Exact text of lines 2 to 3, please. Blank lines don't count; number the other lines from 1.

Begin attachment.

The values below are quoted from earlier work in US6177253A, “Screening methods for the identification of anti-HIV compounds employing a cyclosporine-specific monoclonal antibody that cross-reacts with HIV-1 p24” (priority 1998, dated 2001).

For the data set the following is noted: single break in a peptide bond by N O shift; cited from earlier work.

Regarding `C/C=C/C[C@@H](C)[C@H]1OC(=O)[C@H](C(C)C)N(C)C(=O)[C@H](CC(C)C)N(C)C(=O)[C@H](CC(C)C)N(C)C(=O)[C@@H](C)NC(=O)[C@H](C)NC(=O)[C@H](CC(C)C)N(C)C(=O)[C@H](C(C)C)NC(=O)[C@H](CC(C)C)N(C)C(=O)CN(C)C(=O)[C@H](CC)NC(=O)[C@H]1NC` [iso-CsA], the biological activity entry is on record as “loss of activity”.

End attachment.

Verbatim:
For the data set the following is noted: single break in a peptide bond by N O shift; cited from earlier work.

Regarding `C/C=C/C[C@@H](C)[C@H]1OC(=O)[C@H](C(C)C)N(C)C(=O)[C@H](CC(C)C)N(C)C(=O)[C@H](CC(C)C)N(C)C(=O)[C@@H](C)NC(=O)[C@H](C)NC(=O)[C@H](CC(C)C)N(C)C(=O)[C@H](C(C)C)NC(=O)[C@H](CC(C)C)N(C)C(=O)CN(C)C(=O)[C@H](CC)NC(=O)[C@H]1NC` [iso-CsA], the biological activity entry is on record as “loss of activity”.